Oil and natural gas production promises to pump billions of dollars into northeast Ohio’s faltering economy. Energy companies with plans to tap into the Utica and Marcellus shale deposits in Ohio stand to create around 17,000 jobs and generate around $34 billion dollars over the next five years. These energy companies have already become targets for litigation by landowners. With well-drilling and production about to take off, a wave of litigation is likely right around the corner. A recent decision from a Cleveland federal judge allowed an allegedly aggrieved landowner broad discretion in who it must include as a defendant in its lawsuit.

In Boggs v. Landmark 4 LLC, a landowner sued an oil and gas well operator for damages arising from allegedly negligent handling of fracking fluids (the chemicals and products used to extract natural gas from shale deposits). The landowner sued only the company that operated the well (Landmark) – and not the company that actually performed the drilling. Landmark asked the Court to dismiss the case, arguing that the landowner’s failure to include the drilling company in its suit was a failure to join a necessary party under the rules governing civil litigation in federal courts.

The U.S. District Court in Cleveland denied Landmark’s motion to dismiss and held that, although the drilling company might also be liable to the landowner for any negligent handling of fracking fluids, the landowner was within its rights to sue only the well operator. The Court stated that while the well operator could seek indemnity or contribution from the drilling company if it was ultimately found liable to the landowner, there was no need to decide that issue as part of the landowner’s suit. The Court found that U.S. Supreme Court precedent clearly stated that “joint tortfeasors are not necessary parties” and allowed the suit against the well operator to proceed.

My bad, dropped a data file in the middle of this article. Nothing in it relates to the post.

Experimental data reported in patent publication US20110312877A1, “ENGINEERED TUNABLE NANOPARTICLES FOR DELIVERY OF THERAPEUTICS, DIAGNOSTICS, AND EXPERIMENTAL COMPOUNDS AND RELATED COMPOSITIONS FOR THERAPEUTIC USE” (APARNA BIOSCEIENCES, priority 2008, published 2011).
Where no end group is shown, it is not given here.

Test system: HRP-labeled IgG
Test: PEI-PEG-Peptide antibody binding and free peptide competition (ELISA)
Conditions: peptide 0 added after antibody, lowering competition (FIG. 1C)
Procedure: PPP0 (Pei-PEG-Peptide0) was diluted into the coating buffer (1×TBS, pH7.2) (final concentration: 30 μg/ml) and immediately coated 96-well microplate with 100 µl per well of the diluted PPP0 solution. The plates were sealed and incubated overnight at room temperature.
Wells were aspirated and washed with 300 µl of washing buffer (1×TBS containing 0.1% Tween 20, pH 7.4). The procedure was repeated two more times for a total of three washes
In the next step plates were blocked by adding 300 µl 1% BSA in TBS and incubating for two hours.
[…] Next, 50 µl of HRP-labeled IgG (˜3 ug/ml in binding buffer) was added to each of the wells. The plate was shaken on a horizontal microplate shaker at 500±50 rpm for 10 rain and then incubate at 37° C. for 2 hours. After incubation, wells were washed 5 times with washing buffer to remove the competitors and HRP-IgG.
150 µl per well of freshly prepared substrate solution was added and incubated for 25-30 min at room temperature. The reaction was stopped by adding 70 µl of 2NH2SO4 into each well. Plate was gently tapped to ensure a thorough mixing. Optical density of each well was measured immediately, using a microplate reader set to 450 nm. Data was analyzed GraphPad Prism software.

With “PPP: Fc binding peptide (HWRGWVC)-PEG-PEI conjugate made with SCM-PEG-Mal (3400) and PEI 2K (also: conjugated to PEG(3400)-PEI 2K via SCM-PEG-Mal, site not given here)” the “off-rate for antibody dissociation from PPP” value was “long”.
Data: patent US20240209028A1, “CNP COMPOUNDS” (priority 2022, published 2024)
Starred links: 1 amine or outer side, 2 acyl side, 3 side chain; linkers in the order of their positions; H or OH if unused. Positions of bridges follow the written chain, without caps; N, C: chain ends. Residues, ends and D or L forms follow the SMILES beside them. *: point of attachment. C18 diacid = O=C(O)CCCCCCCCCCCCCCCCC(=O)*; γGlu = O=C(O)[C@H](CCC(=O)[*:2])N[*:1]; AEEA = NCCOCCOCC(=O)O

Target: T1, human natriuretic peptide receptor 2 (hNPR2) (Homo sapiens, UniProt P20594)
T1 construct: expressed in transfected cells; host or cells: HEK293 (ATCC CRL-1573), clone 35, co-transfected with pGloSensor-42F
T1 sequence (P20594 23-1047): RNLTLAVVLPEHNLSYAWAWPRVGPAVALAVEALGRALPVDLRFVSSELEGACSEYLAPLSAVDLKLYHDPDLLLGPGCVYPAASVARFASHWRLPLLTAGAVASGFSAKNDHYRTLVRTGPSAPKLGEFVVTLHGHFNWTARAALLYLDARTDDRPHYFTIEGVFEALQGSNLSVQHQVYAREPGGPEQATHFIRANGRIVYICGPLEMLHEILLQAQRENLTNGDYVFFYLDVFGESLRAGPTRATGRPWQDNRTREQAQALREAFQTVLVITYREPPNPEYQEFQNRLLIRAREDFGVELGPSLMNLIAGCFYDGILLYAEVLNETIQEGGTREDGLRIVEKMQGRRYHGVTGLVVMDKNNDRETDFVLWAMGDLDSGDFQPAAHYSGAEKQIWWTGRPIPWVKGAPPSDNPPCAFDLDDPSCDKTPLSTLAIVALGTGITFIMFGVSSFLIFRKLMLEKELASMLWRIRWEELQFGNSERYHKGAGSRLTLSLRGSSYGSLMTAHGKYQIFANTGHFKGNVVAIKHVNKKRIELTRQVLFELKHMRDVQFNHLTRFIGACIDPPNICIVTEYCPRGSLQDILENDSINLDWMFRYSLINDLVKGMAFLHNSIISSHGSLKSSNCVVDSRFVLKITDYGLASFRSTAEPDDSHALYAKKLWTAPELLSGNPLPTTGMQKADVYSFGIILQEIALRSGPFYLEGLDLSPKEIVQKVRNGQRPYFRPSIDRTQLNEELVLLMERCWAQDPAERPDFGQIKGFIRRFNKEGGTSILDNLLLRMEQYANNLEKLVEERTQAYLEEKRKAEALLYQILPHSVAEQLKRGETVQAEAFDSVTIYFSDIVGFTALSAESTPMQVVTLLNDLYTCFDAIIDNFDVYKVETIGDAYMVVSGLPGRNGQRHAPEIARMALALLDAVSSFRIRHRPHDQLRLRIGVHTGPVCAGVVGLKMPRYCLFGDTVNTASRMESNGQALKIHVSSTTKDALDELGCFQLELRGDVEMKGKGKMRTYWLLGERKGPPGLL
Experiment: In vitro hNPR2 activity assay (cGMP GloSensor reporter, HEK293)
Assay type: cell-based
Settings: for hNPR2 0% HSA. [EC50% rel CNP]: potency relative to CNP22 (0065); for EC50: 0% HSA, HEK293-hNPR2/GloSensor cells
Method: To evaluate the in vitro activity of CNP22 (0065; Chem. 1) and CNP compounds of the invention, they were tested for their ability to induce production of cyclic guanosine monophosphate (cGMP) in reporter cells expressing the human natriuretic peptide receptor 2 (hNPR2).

In other words, according to this decision, landowners are not required to sue all companies involved in drilling a particular well; they need only identify a target large enough to satisfy a judgment and can leave the companies to sort out the apportionment of the damages amongst themselves at a later date. Companies who may be targets for litigation should consider proactively addressing such issues by indemnification and other contractual provisions with companies with which they do business in well-drilling and related cases.

The decision in Boggs v. Landmark 4 LLC, U.S. Dist. Court N.D. Ohio, Case No. 1:12 CV 614, is available at: http://bit.ly/PCyIgW.

Barnes & Thornburg Toxic Tort Practice Update, Spring 2013